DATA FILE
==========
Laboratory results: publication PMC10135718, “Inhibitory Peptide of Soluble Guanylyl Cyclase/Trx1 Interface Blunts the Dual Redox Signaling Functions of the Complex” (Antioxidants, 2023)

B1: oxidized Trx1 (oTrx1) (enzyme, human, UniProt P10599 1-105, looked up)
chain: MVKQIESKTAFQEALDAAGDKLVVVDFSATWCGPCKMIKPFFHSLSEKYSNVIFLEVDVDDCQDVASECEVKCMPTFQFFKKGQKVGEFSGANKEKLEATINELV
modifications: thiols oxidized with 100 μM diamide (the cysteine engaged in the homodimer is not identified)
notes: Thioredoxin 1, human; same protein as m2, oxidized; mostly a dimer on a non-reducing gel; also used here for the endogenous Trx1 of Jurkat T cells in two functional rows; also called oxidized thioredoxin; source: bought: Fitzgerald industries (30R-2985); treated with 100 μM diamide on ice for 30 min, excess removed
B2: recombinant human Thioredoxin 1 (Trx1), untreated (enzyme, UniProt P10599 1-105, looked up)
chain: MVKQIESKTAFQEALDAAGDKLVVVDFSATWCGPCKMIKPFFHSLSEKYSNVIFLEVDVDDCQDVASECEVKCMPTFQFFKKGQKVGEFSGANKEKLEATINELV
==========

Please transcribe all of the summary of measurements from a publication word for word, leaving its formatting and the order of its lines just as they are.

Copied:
Laboratory results: publication PMC10135718, “Inhibitory Peptide of Soluble Guanylyl Cyclase/Trx1 Interface Blunts the Dual Redox Signaling Functions of the Complex” (Antioxidants, 2023)

B1: oxidized Trx1 (oTrx1) (enzyme, human, UniProt P10599 1-105, looked up)
chain: MVKQIESKTAFQEALDAAGDKLVVVDFSATWCGPCKMIKPFFHSLSEKYSNVIFLEVDVDDCQDVASECEVKCMPTFQFFKKGQKVGEFSGANKEKLEATINELV
modifications: thiols oxidized with 100 μM diamide (the cysteine engaged in the homodimer is not identified)
notes: Thioredoxin 1, human; same protein as m2, oxidized; mostly a dimer on a non-reducing gel; also used here for the endogenous Trx1 of Jurkat T cells in two functional rows; also called oxidized thioredoxin; source: bought: Fitzgerald industries (30R-2985); treated with 100 μM diamide on ice for 30 min, excess removed
B2: recombinant human Thioredoxin 1 (Trx1), untreated (enzyme, UniProt P10599 1-105, looked up)
chain: MVKQIESKTAFQEALDAAGDKLVVVDFSATWCGPCKMIKPFFHSLSEKYSNVIFLEVDVDDCQDVASECEVKCMPTFQFFKKGQKVGEFSGANKEKLEATINELV